List of place names of Spanish origin in the United States

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As a result of former Spanish and, later, Mexican sovereignty over lands that are now part of the United States, there are many places in the country, mostly in the southwest, with names of Spanish origin. Florida and Louisiana also were at times under Spanish control, as were California, Utah, Nevada, Arizona, New Mexico, Texas, and portions of western Colorado. There are also several places in the United States with Spanish names as a result of other factors, some of these preserved ancient writing.

Authenticity and origin[edit]

Not all Spanish place name etymologies in the United States originate from the Spanish colonial period or from the Spanish language. Spanish-sounding place names are classified into four categories:

  • Colonial: Spanish names that were given during the Spanish colonial period, or adaptations of names originally given in the colonial period to the same place or to nearby related places. (Ex: Los Angeles, Salamanca, Toledo or California)
  • Post-colonial: Spanish place names that have no history of being used during the colonial period for the place in question or for nearby related places. (Ex: Lake Buena Vista, Florida, named in 1969 after a street in Burbank, California)
  • Non-Spanish: Place names originating from non-Spaniards or in non-historically Spanish areas.
  • Faux: Fabricated Spanish place names, typically by non-Spanish speakers. (Ex: Sierra Vista)

States[edit]

  • California (from the name of a fictional island country in Las sergas de Esplandián, a popular Spanish chivalric romance by Garci Rodríguez de Mon talvo)
  • Colorado (meaning "red [colored]", "ruddy" or "colored" in masculine form. Named after Colorado City; now called Old Colorado City.)
  • Florida Meaning ""Flowery" or "Florid", because it was discovered by Ponce de León on Easter Sunday, called Pascua Florida to distinguish this holiday, which occurs in springtime when flowers are abundant, from other Christian holidays called Pascua in Spanish, such as Christmas and Epiphany.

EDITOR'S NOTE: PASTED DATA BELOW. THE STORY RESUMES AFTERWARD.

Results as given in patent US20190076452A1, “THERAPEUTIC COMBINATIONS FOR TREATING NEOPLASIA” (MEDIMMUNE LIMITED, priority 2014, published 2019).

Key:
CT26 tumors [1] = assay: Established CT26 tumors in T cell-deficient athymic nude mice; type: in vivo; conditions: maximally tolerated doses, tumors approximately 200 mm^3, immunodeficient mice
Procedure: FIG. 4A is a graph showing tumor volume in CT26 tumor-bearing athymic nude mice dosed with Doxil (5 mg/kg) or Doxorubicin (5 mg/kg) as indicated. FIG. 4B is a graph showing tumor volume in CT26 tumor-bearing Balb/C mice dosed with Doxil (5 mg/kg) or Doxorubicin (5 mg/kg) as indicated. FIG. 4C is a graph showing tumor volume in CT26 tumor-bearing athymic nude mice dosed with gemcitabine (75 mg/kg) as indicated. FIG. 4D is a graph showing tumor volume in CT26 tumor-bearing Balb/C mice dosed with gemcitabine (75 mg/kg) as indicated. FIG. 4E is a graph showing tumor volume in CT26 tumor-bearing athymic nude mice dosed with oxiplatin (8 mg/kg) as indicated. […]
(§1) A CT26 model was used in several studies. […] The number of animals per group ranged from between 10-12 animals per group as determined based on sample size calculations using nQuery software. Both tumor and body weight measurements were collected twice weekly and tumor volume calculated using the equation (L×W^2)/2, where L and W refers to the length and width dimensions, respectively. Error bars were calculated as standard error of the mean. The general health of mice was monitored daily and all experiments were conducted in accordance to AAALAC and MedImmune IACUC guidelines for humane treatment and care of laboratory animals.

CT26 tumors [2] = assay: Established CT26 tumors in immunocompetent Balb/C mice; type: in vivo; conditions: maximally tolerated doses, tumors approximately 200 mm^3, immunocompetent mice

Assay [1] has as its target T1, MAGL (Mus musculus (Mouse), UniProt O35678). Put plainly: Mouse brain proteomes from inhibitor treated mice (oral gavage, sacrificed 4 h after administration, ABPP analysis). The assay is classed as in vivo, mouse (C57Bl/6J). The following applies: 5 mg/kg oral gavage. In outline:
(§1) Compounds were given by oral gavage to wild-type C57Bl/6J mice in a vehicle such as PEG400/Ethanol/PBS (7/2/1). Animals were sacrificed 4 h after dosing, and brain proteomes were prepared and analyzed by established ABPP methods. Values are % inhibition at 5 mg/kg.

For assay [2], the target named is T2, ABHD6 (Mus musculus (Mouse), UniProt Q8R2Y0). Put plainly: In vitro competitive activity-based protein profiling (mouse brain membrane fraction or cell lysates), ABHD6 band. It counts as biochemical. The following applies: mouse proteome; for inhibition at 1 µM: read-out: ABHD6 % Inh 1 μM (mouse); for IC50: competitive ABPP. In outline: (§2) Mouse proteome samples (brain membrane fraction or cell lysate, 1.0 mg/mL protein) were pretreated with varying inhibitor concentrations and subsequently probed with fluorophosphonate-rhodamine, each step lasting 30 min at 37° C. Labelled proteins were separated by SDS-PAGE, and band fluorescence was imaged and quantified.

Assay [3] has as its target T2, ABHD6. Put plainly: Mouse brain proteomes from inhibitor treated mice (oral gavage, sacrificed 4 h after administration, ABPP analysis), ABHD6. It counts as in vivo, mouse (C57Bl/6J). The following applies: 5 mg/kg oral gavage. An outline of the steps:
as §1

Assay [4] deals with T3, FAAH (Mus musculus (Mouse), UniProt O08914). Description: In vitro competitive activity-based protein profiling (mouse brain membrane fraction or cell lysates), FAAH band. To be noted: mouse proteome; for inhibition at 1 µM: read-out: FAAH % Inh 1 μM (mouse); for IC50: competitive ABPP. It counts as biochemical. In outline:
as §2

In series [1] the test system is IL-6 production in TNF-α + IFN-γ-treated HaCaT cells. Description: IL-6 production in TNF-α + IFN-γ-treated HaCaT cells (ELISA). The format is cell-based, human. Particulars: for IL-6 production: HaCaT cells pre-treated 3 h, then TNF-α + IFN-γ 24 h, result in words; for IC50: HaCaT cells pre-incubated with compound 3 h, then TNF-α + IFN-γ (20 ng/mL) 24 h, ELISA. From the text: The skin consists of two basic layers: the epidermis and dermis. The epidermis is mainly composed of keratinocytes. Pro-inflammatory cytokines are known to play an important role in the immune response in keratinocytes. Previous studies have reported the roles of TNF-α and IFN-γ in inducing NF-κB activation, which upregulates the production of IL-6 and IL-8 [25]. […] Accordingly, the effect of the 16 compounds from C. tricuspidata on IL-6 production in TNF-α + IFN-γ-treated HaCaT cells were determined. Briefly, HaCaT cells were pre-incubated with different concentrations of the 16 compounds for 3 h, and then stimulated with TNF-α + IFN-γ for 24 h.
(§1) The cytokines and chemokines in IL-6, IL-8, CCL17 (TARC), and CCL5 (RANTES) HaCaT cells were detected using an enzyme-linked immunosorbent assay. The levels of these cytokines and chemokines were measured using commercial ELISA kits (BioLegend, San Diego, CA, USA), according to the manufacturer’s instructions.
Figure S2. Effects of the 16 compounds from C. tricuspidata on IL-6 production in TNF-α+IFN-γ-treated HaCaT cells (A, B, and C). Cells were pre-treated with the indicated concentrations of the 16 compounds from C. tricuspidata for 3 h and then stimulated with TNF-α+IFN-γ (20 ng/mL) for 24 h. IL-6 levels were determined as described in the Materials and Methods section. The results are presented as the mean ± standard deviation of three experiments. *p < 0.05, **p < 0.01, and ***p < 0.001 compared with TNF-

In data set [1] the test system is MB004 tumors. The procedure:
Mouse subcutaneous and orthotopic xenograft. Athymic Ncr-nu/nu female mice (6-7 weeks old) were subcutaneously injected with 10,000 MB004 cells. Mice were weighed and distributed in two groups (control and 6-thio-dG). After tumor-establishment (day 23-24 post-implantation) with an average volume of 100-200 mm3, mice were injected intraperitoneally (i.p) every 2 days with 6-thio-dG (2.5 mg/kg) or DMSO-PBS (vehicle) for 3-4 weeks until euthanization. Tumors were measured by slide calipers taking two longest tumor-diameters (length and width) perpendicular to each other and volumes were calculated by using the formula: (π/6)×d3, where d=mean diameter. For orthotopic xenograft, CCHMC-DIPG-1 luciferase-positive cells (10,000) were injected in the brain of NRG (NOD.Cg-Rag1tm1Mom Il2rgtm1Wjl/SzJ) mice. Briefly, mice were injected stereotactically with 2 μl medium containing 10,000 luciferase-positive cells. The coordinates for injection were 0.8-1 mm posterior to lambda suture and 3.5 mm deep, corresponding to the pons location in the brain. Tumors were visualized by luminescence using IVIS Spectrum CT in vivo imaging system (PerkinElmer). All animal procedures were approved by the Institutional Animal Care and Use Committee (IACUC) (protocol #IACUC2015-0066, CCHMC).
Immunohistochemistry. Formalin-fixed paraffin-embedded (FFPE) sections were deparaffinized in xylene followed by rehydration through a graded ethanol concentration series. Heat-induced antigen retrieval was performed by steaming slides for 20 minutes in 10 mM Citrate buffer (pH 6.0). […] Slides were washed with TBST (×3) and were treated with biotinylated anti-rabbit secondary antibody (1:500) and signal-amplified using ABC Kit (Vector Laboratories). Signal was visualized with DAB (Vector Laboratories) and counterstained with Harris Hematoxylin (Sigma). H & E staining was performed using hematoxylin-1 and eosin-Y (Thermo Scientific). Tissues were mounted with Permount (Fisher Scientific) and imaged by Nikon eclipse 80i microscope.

• Montana from Latinized Spanish meaning "mountainous", also in Spanish "montaña" is the name of "mountain"
  • Nevada comes from the Spanish Sierra Nevada (which is also a mountain range in Spain), meaning snowy mountain range (Nevada is the Spanish feminine form of snowy).
  • Utah derives from the Spanish name given to the Ute People by early explorers to the area. The Utes refer to themselves as Noochee, which in Spanish was changed to Yuta.[1]

Territories[edit]

Counties and parishes[edit]

Populated cities[edit]

Cities[edit]

A[edit]

B[edit]

C[edit]

D[edit]

E[edit]

F[edit]

G[edit]

H[edit]

I[edit]

J[edit]

K[edit]

L[edit]

M[edit]

N[edit]

O[edit]

P[edit]

R[edit]

S[edit]

T[edit]

U[edit]

V[edit]

Y[edit]

Z[edit]

Native American reservations[edit]

Census-designated places (CDP) and unincorporated communities[edit]

Districts and boroughs[edit]

Neighborhoods[edit]

Towns and townships[edit]

Villages[edit]

Former settlements[edit]

Historic places (still standing)[edit]

Forts[edit]

Missions[edit]

Presidios[edit]

Ranchos and Spanish lands[edit]

Islands[edit]

Natural places[edit]

Bays and inlets[edit]

Forest[edit]

Mountains, hills, rock, ranges, caves and volcanos[edit]

Regions[edit]

This is not an exhaustive list.

Rivers and lakes[edit]

Springs and waterfalls[edit]

Valleys[edit]

Wilderness, deserts and dunes[edit]

Wildlife refuges and protected areas[edit]

Parks[edit]

Peninsulas[edit]

Other[edit]

See also[edit]

References[edit]

  1. ^ Carvajal, Guillermo (January 13, 2014). El Desconocido Origen Español del Nombre de Ocho Estados de Norteamérica [The unknown Spanish origin of the name of eight States of North America].ABC. Archived from the original on June 3, 2016. Retrieved January 16, 2021.
  2. ^ Bright, William (2004). Native American placenames of the ... - William Bright - Google Libros. ISBN 9780806135984. Retrieved 2011-11-12.
  3. ^ Walter Romig, Michigan Place Names, p. 86
  4. ^ Walter Romig, Michigan Place Names, p. 187

External links[edit]